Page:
Bowa - ElectroSurgical Unit

Bowa Medical is a leading full-range supplier of innovative energy-based surgical systems made in Germany. The products and systems are perfectly adapted to the requirements of day-to-day medical care in hospitals and impress with their high degree of flexibility and safety. It is a developing new solution for ultrasonic and HF surgery. BOWA MEDICAL electrosurgical systems, represented in over 100 countries with separate sales teams, branches and distributors. The expansion of this international business relations and a global sales structure ensure the ambitious growth and business objectives are successfully implemented. There are currently over 800 BOWA employees working collectively in a global network to play a decisive role in shaping medical progress using innovations in the fields of electronics and medical technology.


Diathermy, also called “deep heating,” heats deep below the surface of your skin. It targets muscles and joints to provide therapeutic benefits. Diathermy is a therapeutic treatment most commonly prescribed for muscle and joint conditions. It uses a high-frequency electric current to stimulate heat generation within body tissues. The heat can help with various processes, including: increasing blood flow. The three forms of diathermy employed by physical therapists are ultrasound, short wave and microwave.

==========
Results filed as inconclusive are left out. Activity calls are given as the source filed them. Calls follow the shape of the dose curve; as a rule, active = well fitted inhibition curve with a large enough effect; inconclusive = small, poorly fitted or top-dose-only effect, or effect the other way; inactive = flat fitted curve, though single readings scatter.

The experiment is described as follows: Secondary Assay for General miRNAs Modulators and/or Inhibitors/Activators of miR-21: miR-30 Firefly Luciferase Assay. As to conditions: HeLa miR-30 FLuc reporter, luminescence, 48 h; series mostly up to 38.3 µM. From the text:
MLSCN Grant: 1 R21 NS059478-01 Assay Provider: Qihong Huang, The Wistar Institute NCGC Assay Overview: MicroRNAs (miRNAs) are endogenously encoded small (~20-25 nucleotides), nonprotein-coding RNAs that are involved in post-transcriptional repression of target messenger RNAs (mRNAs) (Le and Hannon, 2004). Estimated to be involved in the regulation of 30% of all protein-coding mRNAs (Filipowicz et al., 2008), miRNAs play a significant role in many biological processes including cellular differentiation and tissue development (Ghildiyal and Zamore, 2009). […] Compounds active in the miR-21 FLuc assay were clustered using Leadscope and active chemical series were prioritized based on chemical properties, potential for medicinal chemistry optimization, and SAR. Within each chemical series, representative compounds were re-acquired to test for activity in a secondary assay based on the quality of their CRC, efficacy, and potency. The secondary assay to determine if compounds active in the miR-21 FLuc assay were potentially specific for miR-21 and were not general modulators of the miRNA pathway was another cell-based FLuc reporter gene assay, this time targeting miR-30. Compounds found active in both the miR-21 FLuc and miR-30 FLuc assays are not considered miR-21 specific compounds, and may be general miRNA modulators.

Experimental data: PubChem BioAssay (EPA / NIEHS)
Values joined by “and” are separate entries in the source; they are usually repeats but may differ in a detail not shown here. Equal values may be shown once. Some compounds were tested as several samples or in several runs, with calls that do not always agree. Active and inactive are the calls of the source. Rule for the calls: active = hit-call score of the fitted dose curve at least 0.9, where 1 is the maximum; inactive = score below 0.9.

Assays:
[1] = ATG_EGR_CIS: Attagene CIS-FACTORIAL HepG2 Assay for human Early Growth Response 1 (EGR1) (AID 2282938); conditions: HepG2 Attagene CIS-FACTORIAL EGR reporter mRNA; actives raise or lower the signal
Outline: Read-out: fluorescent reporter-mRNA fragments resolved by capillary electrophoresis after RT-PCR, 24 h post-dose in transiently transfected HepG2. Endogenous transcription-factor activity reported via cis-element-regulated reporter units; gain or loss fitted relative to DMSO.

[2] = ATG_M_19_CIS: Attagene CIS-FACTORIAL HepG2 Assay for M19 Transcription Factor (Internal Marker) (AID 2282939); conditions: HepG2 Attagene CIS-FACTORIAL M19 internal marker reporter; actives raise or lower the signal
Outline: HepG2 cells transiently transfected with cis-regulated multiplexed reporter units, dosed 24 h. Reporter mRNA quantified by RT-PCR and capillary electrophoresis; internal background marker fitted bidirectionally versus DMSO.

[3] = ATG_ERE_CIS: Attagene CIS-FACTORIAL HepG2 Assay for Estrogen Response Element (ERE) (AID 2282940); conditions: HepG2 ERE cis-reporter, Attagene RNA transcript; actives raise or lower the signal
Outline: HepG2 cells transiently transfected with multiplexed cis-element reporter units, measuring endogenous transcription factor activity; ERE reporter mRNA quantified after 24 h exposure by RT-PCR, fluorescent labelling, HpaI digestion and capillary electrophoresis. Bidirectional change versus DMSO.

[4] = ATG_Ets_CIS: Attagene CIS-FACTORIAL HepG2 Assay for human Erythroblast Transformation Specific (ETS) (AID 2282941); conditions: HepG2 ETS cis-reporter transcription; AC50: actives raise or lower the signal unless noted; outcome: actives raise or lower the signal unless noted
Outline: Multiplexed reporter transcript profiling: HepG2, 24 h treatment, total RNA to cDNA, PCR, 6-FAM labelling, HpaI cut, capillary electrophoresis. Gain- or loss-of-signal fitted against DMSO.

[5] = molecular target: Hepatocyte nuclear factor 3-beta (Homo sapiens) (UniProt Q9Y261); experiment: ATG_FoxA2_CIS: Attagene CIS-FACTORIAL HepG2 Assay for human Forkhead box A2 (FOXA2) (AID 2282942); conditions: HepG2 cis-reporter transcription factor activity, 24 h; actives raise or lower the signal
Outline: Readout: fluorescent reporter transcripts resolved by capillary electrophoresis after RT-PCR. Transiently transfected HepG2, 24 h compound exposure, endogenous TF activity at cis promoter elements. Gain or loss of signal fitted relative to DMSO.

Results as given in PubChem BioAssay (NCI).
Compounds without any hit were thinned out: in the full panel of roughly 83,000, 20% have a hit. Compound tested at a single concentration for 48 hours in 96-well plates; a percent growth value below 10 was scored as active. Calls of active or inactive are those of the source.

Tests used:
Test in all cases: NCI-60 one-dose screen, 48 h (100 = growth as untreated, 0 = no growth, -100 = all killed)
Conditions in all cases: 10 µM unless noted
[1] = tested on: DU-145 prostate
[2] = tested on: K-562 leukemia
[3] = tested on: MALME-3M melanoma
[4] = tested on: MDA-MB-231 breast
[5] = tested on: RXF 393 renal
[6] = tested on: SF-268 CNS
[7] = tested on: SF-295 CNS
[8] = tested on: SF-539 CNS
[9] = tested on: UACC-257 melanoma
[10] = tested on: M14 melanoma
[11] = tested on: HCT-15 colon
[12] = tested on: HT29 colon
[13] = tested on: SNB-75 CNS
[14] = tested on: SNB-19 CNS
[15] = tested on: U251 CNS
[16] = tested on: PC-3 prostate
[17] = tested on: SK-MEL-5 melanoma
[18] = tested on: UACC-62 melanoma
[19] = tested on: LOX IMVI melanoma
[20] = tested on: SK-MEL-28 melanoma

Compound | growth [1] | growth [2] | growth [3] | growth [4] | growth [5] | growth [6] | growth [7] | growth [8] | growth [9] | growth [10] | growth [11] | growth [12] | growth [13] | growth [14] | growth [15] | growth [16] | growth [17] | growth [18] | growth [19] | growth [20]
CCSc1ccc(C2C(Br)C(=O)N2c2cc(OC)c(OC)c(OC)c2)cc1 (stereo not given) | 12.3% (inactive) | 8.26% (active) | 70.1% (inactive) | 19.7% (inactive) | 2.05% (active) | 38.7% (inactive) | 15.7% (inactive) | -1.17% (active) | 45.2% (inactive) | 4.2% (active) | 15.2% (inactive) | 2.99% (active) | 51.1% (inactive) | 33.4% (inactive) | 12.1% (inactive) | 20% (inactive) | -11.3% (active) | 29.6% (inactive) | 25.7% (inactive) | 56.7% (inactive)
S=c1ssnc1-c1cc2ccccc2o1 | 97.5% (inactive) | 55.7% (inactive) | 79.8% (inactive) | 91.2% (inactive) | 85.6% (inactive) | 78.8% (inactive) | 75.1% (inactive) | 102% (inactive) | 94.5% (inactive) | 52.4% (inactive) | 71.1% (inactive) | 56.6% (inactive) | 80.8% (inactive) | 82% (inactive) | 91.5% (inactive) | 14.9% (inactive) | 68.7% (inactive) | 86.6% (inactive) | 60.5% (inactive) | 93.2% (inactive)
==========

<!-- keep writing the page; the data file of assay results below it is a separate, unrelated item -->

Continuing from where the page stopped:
Argon plasma coagulation (APC)

Argon plasma coagulation (APC) is a medical endoscopic procedure used to control bleeding from certain lesions in the gastrointestinal tract.

APC involves the use of a jet of ionized argon gas (plasma) directed through a probe passed through the endoscope. The probe is placed at some distance from the bleeding lesion, and argon gas is emitted, then ionized by a high-voltage discharge (approx 6kV).

APC is used to treat the following conditions:

  • Angiodysplasias, anywhere in the GI tract
  • Gastric antral vascular ectasia, or watermelon stomach
  • Colonic polyps after polypectomy
  • Radiation proctitis
  • Esophageal cancer
  • UltraSonic Scalpel

    The active blade of an ultrasonic scalpel vibrates 55,500 times per second, producing frictional heat in contact with the tissues. As a result of this frictional heat, the protein in the tissues is denatured into an adhesive material called coagulum to seal the vessel. An ultrasonic scalpel enables vessels to be cut immediately after sealing. Recently, the handpiece has been made smaller, lighter, and easier to use for liver surgery.